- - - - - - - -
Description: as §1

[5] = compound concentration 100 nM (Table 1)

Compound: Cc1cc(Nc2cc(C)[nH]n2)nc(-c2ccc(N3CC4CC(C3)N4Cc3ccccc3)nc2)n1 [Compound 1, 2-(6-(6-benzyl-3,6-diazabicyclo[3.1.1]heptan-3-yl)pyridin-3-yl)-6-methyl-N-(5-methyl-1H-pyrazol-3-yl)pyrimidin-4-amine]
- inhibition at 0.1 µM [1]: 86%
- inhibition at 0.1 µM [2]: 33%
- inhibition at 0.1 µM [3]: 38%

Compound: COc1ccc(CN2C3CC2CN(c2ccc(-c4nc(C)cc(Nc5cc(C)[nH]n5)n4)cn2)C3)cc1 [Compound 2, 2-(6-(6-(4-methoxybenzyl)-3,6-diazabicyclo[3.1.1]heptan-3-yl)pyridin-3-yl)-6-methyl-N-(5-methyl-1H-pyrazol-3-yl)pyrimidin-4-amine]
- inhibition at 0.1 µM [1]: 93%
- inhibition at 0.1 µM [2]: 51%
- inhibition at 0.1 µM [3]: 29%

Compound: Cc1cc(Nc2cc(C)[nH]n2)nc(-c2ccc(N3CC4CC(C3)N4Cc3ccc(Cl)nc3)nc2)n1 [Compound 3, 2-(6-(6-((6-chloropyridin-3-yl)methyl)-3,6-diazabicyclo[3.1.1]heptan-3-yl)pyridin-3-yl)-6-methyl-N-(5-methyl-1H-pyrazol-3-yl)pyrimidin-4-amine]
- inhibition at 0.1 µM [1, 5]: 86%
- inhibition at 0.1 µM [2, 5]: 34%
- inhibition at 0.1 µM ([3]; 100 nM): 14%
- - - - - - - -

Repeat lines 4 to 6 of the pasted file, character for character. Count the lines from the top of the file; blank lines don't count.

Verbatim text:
- inhibition at 0.1 µM [1]: 86%
- inhibition at 0.1 µM [2]: 33%
- inhibition at 0.1 µM [3]: 38%